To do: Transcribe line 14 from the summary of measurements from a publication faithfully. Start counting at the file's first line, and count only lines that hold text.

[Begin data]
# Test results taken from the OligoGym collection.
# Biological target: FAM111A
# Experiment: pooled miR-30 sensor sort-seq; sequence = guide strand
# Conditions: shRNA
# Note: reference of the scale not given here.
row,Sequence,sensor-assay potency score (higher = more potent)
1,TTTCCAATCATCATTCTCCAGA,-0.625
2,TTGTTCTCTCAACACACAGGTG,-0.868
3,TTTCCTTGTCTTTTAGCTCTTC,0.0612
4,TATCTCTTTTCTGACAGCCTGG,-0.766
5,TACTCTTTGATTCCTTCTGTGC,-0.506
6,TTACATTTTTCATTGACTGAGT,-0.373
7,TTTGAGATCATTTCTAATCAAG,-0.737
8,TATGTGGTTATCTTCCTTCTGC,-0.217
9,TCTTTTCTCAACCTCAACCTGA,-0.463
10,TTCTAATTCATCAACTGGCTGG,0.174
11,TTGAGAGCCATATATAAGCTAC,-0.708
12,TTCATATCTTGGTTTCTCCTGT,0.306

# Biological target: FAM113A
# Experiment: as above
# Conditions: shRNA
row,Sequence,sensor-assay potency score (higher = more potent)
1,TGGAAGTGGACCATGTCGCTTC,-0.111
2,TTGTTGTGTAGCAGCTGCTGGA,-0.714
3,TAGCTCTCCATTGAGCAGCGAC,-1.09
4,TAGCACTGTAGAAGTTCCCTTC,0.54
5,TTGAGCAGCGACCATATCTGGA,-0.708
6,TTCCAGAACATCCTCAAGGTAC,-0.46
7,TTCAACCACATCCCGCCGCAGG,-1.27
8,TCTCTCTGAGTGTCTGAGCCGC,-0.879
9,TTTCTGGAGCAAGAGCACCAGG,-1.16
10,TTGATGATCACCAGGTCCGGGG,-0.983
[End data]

8,TATGTGGTTATCTTCCTTCTGC,-0.217